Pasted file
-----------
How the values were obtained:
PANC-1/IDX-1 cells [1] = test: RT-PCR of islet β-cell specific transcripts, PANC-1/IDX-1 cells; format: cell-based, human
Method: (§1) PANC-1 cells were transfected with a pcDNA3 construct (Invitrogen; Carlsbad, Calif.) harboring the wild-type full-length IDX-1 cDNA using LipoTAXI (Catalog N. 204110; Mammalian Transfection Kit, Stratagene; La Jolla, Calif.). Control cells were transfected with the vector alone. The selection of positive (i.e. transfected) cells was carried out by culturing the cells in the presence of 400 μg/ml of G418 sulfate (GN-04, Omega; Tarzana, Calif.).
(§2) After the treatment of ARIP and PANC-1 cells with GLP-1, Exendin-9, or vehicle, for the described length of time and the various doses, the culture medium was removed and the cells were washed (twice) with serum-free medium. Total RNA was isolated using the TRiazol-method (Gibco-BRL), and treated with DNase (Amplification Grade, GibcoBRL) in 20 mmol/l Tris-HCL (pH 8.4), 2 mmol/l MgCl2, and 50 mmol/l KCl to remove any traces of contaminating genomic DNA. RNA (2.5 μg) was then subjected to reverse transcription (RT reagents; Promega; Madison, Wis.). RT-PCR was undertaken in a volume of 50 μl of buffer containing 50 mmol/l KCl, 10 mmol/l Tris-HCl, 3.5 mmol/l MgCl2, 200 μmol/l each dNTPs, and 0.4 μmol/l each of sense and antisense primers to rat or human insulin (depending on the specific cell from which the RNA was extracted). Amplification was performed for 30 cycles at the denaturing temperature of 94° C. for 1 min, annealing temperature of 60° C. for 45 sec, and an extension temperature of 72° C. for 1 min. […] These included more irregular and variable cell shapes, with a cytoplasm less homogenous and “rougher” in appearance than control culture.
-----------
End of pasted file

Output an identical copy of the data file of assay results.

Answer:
How the values were obtained:
PANC-1/IDX-1 cells [1] = test: RT-PCR of islet β-cell specific transcripts, PANC-1/IDX-1 cells; format: cell-based, human
Method: (§1) PANC-1 cells were transfected with a pcDNA3 construct (Invitrogen; Carlsbad, Calif.) harboring the wild-type full-length IDX-1 cDNA using LipoTAXI (Catalog N. 204110; Mammalian Transfection Kit, Stratagene; La Jolla, Calif.). Control cells were transfected with the vector alone. The selection of positive (i.e. transfected) cells was carried out by culturing the cells in the presence of 400 μg/ml of G418 sulfate (GN-04, Omega; Tarzana, Calif.).
(§2) After the treatment of ARIP and PANC-1 cells with GLP-1, Exendin-9, or vehicle, for the described length of time and the various doses, the culture medium was removed and the cells were washed (twice) with serum-free medium. Total RNA was isolated using the TRiazol-method (Gibco-BRL), and treated with DNase (Amplification Grade, GibcoBRL) in 20 mmol/l Tris-HCL (pH 8.4), 2 mmol/l MgCl2, and 50 mmol/l KCl to remove any traces of contaminating genomic DNA. RNA (2.5 μg) was then subjected to reverse transcription (RT reagents; Promega; Madison, Wis.). RT-PCR was undertaken in a volume of 50 μl of buffer containing 50 mmol/l KCl, 10 mmol/l Tris-HCl, 3.5 mmol/l MgCl2, 200 μmol/l each dNTPs, and 0.4 μmol/l each of sense and antisense primers to rat or human insulin (depending on the specific cell from which the RNA was extracted). Amplification was performed for 30 cycles at the denaturing temperature of 94° C. for 1 min, annealing temperature of 60° C. for 45 sec, and an extension temperature of 72° C. for 1 min. […] These included more irregular and variable cell shapes, with a cytoplasm less homogenous and “rougher” in appearance than control culture.